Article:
Wednesday, July 9, 2008

Village of Orland Park may have violated the Illinois Open Meetings Act

So far, no one wants to go on the record officially, but it appears that the Village of Orland Park may have violated the Illinois Open Meetings Act.

The issue is now being reviewed by staffers for Illinois Attorney General Lisa Madigan. That doesn't mean they will be willing to hammer an important Democratic municipality whose mayor has strong union ties and is controlled by the powers-that-be in the powerful Chicago 19th Ward.

Still, it is an issue.

The Village of Orland Park issued a notice on Friday, June 27, 2008 to announce that a special village board meeting would be held on Monday, June 30, 2008 at 6 PM. The notice posting met the minimal requirement that notices of public meetings be made available to the public at least 48 hours in advance of the meeting start.

But, the village notice, which announced what turned out to be a major meeting event that disclosed the Village of Orland Park has a budget shortfall of $4.8 million, also had the warning posted on the very top of the notice itself, which read "NOT FOR PUBLICATION."

How can you post a notice under the Illinois Open Meetings Act and then tell the people receiving it that it is "NOT FOR PUBLICATION?"

First, the fact that the meeting was called on a Friday suggested that there was some politics being played. Governments always announce BAD NEWS on Fridays because of the nature of the news cycle. The least viewed and read news media is on Friday. Most of what is published in Sunday's papers (SUnday is ther most read day of the week for print media) is laid-out by Thursday. And, usually, to get into the media on Monday mornings news, you would have to write it over the weekend.

So, announcing news on Friday is one way government's minimize the negative news.

Adding the warning "NOT FOR PUBLICATION" touches on a tradition of professional journalism. When you accept something that says "EMBARGOED" or "NOT FOR PUBLICATION," there is an honor in journalism in which the information will NOT BE PUBLICIZED.

But, the Illinois Open Meetings Act DEMANDS that all notices of upcoming government meetings MUST BE PUBLICIZED.

The Illinois Open Meetings Act is not written so that the media can know about events. The purpose of the LAW is to make sure the PUBLIC knows about the meetings.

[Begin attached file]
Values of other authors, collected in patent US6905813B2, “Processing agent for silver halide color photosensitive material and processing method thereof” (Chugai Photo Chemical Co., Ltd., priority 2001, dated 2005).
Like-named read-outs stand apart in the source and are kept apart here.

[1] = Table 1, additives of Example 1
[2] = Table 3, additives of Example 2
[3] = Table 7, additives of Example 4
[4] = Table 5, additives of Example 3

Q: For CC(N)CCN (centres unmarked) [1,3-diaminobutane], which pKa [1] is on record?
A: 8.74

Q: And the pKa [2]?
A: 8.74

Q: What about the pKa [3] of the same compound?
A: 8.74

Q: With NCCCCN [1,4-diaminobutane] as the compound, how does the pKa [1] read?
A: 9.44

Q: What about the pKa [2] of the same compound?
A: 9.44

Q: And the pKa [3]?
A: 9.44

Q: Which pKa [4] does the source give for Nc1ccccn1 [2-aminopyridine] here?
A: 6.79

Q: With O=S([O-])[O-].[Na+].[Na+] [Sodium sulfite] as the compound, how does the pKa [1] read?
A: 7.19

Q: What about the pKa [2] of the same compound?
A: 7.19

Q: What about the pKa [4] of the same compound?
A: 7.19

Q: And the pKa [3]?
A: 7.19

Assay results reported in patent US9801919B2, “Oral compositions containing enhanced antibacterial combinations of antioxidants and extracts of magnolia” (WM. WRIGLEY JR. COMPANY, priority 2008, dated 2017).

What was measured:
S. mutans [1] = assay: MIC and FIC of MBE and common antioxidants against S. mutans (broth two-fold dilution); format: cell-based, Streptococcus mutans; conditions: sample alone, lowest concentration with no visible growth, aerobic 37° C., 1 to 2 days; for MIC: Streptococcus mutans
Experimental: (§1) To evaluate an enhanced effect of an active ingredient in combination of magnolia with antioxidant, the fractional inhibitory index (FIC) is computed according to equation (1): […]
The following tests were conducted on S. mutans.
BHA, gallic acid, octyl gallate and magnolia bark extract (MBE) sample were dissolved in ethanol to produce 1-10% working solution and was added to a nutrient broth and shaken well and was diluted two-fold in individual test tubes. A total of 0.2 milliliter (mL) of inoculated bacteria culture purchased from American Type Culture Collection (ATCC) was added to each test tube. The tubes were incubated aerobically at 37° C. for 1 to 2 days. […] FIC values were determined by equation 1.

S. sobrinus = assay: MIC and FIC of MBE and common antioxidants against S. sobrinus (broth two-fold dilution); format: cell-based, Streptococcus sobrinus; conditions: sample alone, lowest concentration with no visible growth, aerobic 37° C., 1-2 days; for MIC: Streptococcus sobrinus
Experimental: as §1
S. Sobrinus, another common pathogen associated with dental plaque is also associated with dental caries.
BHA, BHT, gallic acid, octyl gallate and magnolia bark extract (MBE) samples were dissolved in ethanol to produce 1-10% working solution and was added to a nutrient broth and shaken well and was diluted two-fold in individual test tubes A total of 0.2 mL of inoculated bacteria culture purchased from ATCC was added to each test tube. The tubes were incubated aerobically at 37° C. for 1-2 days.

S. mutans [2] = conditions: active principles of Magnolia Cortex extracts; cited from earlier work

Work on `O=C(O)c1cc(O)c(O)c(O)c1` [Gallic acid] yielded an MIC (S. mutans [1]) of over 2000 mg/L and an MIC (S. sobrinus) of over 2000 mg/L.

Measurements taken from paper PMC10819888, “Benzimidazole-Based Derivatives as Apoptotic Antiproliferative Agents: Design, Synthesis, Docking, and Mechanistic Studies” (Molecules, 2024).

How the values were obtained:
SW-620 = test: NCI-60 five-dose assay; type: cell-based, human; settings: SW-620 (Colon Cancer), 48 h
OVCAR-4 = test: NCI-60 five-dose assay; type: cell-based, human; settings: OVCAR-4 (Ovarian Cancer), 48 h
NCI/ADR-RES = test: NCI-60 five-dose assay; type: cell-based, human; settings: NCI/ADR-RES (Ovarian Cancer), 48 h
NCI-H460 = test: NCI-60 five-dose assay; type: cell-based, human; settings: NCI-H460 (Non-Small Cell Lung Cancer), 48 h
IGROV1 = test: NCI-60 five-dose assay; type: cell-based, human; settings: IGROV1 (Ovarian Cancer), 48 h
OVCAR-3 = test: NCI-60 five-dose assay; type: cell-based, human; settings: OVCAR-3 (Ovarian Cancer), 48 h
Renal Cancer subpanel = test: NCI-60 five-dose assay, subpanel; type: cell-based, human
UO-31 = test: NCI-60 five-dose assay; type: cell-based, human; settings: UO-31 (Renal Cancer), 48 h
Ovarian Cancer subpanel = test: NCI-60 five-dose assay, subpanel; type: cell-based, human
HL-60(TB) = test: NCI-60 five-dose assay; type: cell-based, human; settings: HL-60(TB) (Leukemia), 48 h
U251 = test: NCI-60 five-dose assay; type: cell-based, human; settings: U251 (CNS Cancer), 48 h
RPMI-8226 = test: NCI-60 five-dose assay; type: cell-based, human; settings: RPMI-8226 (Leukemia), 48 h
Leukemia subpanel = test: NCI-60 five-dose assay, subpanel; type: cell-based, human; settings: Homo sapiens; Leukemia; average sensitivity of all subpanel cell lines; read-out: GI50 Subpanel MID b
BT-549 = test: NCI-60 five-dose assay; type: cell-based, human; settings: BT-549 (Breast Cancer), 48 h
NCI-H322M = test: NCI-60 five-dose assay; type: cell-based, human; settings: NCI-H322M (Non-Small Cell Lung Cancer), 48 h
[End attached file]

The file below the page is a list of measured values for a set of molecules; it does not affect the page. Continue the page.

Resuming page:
How different that meeting would have been on Monday June 30, 2008 at 6 PM if members of the public had actually learned about the special meeting to discuss a major shortfall of $4.8 million in the village's budget, which is only $127 million? How different it would have been if the news media that received the notice jumped on an obviously important story on Friday instead of waiting to cover the meeting -- when so very few attended the meeting to cover it -- and then reported on it on Tuesday, after the fact and after the village had its spin.

Don't expect the village to be cited, although the Illinois Press Association spokesperson told me:

" ... a unit of government can not prohibit the publication of the date/ time/agenda of a public meeting…NO WAY. In fact, the whole idea that they put it on the top of the notice is unbelievable. "

I sent them a link to the notice, which I'll bet any amount of money, will be removed.

Ray Hanania

1 comment:

  1. Dear Mr. Hanania:

    Please permit me to respond to the July 9, 2008 column entitled, “Village of Orland Park may have violated the Illinois Open Meetings Act.” This particular column concerns the Village issuing a meeting notice on Friday, June 27, 2008 for a meeting of Orland Park’s Board of Trustees on Monday, June 30, 2008 at 6:00 p.m.

    The Village of Orland Park did not violate the Illinois Open Meetings Act, 5 ILCS 120/1 et seq. We followed the 48 hours notice, as required by the Open Meetings Act, which states, “Public notice of special meetings, except a meeting held in the event of a bona fide emergency, must be given at least 48 hours before such special meeting, and the notice must also include the agenda for the special meeting. The actions of the public body, while not required to be specifically detailed in the notice, should be “closely related” to those matters set forth in the agenda for the special meeting.”

    The Village followed the stipulations of the act, announcing the meeting 48 hours before it was convened and included the agenda for the meeting. This notice was publicly posted in the lobby of the Village Hall, on the Village’s website and was distributed to the media.

    As for the “not for publication” notation on the notice, this was not an “embargo order” as assumed. This phrase is used to let the media know that paid space is not being purchased for publishing the notice. This same notice was distributed to all of the media outlets that have filed requests with the Village of Orland Park to receive such notices.

    The Illinois Attorney General has exonerated the Village of Orland Park and in its letter to Mr. Hanania wrote, “While general public notice is the underlying purpose of the Act’s notice requirements, there is no evidence that the conduct of the Village in this case violates any of the Act’s provisions.”

    Assistant Public Access Counselor Amanda Lundeen further wrote, “…the Act only requires that the notice be posted, not that the Village ensure that it be published.” And, Assistant Attorney General Lundeen closes with, “As such, it does not appear from the information provided that any violation of the Open Meetings Act occurred.”

    Sincerely yours,

    David P. Maher
    Village Clerk
    Village of Orland Park